2007 Volume 53 Issue 6 Pages 1183-1190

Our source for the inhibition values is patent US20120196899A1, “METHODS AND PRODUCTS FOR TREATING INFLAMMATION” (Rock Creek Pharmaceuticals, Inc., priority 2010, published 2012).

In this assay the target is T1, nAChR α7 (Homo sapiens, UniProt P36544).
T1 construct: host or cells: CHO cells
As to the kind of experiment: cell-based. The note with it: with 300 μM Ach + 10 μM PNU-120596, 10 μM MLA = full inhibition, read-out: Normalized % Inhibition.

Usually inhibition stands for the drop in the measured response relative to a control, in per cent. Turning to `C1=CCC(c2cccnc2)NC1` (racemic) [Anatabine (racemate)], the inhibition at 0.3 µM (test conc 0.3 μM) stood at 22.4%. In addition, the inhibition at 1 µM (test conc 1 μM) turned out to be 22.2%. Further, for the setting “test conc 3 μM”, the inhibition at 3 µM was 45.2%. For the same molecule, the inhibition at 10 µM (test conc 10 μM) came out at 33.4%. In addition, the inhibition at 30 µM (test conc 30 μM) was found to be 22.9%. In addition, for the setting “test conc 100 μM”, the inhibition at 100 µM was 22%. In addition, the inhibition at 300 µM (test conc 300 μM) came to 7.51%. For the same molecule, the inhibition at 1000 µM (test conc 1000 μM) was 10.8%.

Since very few oocytes grow completely in vivo, in vitro growth (IVG) of ovarian oocytes may provide a new source of functional oocytes. The long-term effects of in vitro maturation (IVM) of oocytes and in vitro culture of fertilized eggs have been reported; however, the effects of IVG of oocytes are unknown. Here in, we report the long-term effects of IVG of oocytes. Ovaries from 1-day-old mice containing non-growing oocytes were cultured for 10 days; the isolated follicles were then cultured for 11 days. Secondary follicles from 10-day-old mice were also cultured for 11 days. The nuclei of oocytes collected from the IVG and Graafiais follicles of adult mice were transferred to enucleated oocytes grown in vivo, respectively. Developmental competence was examined following IVM of the reconstituted oocytes. Chronologically, oocytes of 1-day-old, 10-day-old and adult mice were cultured for 22, 12 and 1 day(s). The result showed that the reconstituted eggs developed into pups at high rates after nuclear transfer and in vitro fertilization (IVF) in all the experimental groups (29-45%). However, the pups from reconstituted eggs containing the nuclei of 22-day cultured oocytes were heavier than the control pups (P<0.05). We concluded that long-term culture of oocytes did not affect their nuclear ability to develop to term; however, fetal growth was affected by the culture duration or culture conditions during the initial phase of follicular growth.